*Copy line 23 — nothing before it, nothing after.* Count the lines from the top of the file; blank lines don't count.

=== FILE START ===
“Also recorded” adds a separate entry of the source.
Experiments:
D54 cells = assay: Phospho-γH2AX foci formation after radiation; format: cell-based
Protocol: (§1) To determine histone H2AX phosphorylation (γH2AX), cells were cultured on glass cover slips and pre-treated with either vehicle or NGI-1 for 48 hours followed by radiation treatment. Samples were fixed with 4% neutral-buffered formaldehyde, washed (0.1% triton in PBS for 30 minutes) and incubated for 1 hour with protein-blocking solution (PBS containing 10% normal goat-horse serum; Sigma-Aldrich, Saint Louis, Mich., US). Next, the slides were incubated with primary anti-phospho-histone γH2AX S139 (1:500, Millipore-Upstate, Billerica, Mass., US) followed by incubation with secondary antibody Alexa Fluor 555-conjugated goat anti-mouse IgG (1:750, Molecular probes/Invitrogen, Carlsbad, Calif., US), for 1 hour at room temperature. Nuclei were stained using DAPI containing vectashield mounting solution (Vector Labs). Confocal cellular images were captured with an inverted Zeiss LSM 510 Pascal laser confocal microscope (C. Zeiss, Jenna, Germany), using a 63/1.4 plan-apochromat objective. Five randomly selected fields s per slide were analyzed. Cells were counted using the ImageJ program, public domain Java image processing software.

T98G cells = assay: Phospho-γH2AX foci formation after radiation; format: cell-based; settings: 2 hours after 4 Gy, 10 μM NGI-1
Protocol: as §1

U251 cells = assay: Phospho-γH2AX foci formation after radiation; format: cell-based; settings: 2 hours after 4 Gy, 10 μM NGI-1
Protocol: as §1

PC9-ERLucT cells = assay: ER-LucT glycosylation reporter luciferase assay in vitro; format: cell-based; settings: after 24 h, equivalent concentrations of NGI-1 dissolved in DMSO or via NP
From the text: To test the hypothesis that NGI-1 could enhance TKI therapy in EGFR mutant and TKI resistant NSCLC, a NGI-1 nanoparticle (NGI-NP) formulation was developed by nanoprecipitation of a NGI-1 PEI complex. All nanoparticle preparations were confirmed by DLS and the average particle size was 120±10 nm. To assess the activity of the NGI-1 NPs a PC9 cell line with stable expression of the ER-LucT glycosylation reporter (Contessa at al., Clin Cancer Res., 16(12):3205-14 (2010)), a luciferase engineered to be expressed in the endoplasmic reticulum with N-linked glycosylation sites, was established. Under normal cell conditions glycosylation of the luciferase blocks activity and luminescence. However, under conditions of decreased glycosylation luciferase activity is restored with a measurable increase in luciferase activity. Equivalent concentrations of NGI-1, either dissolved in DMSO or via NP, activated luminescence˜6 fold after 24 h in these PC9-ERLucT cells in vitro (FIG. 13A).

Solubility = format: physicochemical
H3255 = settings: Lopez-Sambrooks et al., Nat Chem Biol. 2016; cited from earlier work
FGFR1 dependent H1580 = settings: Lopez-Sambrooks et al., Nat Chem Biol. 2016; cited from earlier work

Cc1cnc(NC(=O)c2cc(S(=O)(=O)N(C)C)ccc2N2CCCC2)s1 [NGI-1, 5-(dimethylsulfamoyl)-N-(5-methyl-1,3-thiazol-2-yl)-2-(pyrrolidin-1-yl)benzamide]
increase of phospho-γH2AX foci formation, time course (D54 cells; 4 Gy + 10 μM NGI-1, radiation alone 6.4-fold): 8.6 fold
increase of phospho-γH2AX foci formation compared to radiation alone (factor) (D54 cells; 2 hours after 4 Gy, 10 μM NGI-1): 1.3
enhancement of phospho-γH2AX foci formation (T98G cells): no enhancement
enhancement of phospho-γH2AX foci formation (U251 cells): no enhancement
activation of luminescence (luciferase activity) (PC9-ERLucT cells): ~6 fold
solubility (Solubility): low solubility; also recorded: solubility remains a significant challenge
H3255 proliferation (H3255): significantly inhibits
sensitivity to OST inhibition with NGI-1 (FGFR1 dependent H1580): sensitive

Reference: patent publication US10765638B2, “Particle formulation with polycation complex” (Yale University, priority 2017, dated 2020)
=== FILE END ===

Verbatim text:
Reference: patent publication US10765638B2, “Particle formulation with polycation complex” (Yale University, priority 2017, dated 2020)